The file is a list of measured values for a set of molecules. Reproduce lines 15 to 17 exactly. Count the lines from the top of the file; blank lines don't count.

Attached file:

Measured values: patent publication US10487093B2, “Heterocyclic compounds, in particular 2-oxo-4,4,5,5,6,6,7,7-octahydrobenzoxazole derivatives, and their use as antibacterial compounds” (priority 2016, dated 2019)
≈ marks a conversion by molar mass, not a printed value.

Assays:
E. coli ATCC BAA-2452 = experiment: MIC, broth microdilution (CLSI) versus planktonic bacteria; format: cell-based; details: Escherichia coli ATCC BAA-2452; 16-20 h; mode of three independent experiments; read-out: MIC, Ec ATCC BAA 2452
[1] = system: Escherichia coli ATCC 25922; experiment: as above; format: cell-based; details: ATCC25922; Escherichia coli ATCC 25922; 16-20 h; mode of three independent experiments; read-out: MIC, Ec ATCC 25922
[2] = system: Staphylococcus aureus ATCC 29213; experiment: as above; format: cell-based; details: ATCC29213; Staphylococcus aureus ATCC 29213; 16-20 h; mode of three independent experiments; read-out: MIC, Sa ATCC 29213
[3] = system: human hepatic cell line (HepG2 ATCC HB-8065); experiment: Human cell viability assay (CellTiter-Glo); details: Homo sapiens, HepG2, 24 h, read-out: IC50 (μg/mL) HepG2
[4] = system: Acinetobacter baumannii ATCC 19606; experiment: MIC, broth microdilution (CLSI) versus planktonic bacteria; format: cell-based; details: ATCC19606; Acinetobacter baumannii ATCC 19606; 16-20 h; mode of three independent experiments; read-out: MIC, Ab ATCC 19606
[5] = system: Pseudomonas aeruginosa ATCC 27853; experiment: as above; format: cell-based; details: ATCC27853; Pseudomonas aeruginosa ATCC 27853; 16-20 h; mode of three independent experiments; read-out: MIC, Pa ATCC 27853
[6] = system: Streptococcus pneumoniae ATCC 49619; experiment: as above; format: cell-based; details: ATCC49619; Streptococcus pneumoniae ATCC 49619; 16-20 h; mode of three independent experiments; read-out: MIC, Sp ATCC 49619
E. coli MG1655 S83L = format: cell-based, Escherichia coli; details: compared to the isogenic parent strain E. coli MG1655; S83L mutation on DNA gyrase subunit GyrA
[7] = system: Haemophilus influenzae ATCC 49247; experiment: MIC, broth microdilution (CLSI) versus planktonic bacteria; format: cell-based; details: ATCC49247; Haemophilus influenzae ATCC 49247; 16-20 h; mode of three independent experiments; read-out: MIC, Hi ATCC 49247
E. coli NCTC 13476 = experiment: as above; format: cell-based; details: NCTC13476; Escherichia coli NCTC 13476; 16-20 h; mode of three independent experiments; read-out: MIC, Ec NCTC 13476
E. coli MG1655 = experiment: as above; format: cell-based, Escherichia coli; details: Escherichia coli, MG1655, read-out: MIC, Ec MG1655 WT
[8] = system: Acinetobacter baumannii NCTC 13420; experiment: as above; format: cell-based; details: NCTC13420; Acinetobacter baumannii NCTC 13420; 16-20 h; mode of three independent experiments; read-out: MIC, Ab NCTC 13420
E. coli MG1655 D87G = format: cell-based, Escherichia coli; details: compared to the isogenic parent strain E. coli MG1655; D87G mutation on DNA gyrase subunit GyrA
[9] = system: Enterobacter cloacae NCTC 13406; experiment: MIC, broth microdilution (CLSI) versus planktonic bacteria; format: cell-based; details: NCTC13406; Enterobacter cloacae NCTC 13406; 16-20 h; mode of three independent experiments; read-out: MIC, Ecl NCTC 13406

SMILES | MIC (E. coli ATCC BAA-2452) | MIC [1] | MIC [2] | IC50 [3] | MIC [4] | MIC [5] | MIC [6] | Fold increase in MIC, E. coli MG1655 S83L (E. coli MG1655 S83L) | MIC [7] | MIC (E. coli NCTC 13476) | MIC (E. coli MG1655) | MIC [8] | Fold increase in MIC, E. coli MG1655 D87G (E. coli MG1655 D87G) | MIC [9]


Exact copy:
[8] = system: Acinetobacter baumannii NCTC 13420; experiment: as above; format: cell-based; details: NCTC13420; Acinetobacter baumannii NCTC 13420; 16-20 h; mode of three independent experiments; read-out: MIC, Ab NCTC 13420
E. coli MG1655 D87G = format: cell-based, Escherichia coli; details: compared to the isogenic parent strain E. coli MG1655; D87G mutation on DNA gyrase subunit GyrA
[9] = system: Enterobacter cloacae NCTC 13406; experiment: MIC, broth microdilution (CLSI) versus planktonic bacteria; format: cell-based; details: NCTC13406; Enterobacter cloacae NCTC 13406; 16-20 h; mode of three independent experiments; read-out: MIC, Ecl NCTC 13406